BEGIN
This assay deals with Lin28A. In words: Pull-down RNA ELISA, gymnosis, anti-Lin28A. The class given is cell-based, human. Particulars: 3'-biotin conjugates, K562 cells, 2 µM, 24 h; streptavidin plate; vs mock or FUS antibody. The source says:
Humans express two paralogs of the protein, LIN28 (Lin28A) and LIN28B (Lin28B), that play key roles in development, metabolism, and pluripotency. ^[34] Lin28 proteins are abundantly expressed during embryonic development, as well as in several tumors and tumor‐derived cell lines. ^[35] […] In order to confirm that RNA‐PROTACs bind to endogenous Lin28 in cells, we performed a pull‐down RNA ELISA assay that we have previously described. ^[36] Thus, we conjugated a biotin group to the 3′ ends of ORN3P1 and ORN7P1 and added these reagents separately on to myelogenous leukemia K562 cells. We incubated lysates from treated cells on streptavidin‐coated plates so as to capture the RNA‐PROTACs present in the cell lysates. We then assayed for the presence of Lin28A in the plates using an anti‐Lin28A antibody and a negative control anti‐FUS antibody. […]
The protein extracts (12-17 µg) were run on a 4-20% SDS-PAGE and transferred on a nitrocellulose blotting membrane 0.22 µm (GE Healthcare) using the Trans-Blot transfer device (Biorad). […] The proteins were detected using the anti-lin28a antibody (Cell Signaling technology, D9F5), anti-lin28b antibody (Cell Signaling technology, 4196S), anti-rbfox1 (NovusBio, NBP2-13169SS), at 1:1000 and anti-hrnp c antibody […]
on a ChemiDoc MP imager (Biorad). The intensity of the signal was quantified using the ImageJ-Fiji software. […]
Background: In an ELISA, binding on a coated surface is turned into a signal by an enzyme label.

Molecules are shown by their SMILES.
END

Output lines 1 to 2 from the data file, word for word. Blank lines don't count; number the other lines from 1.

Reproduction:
This assay deals with Lin28A. In words: Pull-down RNA ELISA, gymnosis, anti-Lin28A. The class given is cell-based, human. Particulars: 3'-biotin conjugates, K562 cells, 2 µM, 24 h; streptavidin plate; vs mock or FUS antibody. The source says:
Humans express two paralogs of the protein, LIN28 (Lin28A) and LIN28B (Lin28B), that play key roles in development, metabolism, and pluripotency. ^[34] Lin28 proteins are abundantly expressed during embryonic development, as well as in several tumors and tumor‐derived cell lines. ^[35] […] In order to confirm that RNA‐PROTACs bind to endogenous Lin28 in cells, we performed a pull‐down RNA ELISA assay that we have previously described. ^[36] Thus, we conjugated a biotin group to the 3′ ends of ORN3P1 and ORN7P1 and added these reagents separately on to myelogenous leukemia K562 cells. We incubated lysates from treated cells on streptavidin‐coated plates so as to capture the RNA‐PROTACs present in the cell lysates. We then assayed for the presence of Lin28A in the plates using an anti‐Lin28A antibody and a negative control anti‐FUS antibody. […]